Atalaya Castle, locally known as Castillo de la Atalaya or Castillo de Villena, lies on a hill in the town of Villena, in the province of Alicante in Spain.
Atalaya Castle was first mentioned in 1172 in Arab sources. It is suspected to have been built by Muslims on the site of a former Roman fortification, although no evidence for that has been found.
In the early 13th century Atalaya Castle was an important stronghold on the northern frontier of the Emirate of Córdoba. It was besieged unsuccessfully 3 times by James I of Aragón. In 1239 the castle was finally taken for the Aragonese Crown by a force of Almogavars, Catalans and knights of the Order of Calatrava. In 1244 the castle was handed over to the Kingdom of Castile after the Treaty of Almizra.
Ferdinand III of Castile gave Atalaya Castle to the Order of Calatrava. In the early 1260's, during Moorish uprisings, the castle fell into Muslim hands for a short time, until James I of Aragon ended the uprisings and returned it to the Castilian Crown. Ferdinand III then donated the castle to his son Manuel of Castile who became Lord of Villena. After his death his son, Juan Manuel, became Lord, Duke and lastly Prince of Villena. Juan was a writer and resided in the castle, producing much of his writings here.
In the second half of the 14th century the lordship of Villena was elevated to a march by Henry II of Castile.
In 1445 Atalaya Castle passed to the Pacheco family. In 1476 Diego López Pacheco was Marquess of Villena. He supported Joanna la Beltraneja in her claim to the throne of Castile against Isabella I of Castile. This caused a rebellion of the citizens of Villena who, with the support of the Isabella and her husband Ferdinand II of Aragón, then sacked the castle. After that the castle was no longer used as a residence by the marquesses and in 1480 the town and castle became property of the Castilian Crown.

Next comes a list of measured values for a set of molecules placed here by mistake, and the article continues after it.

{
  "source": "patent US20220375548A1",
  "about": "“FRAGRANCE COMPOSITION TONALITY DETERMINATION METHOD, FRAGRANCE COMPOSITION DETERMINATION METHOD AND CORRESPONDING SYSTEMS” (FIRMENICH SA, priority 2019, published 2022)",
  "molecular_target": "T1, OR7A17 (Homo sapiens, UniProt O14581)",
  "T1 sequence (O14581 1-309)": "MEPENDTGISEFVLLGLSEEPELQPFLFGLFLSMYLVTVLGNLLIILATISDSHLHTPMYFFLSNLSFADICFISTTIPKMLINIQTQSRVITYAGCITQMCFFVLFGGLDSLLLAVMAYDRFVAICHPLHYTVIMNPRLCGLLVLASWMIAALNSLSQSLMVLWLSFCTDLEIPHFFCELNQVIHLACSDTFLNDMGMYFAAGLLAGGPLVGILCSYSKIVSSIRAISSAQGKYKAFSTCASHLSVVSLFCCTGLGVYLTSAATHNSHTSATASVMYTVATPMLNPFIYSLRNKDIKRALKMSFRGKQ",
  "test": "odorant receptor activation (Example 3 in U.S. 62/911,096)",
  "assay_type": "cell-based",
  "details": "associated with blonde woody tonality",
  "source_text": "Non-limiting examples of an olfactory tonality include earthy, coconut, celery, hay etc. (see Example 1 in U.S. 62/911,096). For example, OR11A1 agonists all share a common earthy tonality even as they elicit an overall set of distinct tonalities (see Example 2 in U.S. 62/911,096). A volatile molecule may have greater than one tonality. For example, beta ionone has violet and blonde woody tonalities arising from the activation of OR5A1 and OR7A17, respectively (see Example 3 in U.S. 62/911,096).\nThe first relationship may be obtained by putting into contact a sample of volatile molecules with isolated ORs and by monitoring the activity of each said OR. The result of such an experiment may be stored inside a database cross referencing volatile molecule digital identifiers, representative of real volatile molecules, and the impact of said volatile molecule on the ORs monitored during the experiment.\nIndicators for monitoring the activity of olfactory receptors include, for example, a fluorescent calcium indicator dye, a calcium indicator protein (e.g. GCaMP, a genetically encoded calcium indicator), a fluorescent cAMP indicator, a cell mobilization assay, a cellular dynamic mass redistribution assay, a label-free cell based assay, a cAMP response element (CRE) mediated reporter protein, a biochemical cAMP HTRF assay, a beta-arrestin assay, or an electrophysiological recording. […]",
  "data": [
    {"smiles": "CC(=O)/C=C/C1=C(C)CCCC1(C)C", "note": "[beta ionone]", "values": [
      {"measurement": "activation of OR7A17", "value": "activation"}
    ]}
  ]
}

During the Revolt of the Brotherhoods, between 1519 and 1523, the Viceroy of Valencia, Diego Hurtado de Mendoza took refuge in Atalaya Castle.
In the early 18th century, during the War of the Spanish Succession, 50 Bourbon loyalist troops sustained a siege of 8 days from Austrian troops.
Atalaya Castle was sacked by the French Marshal Louis-Gabriel Suchet in the early 19th century during the Peninsular War, after which it was abandoned and fell to ruin. It was restored several times and now houses a museum.
Atalaya Castle is a concentric castle with a nice keep showing several phases of its construction. The lower part is 12th century Muslim and built out of rammed earth. The upper part is 15th century Christian, ashlar masonry with the typical turrets.
At present Atalaya Castle can be visited for a fee. A very nice castle. Recommended.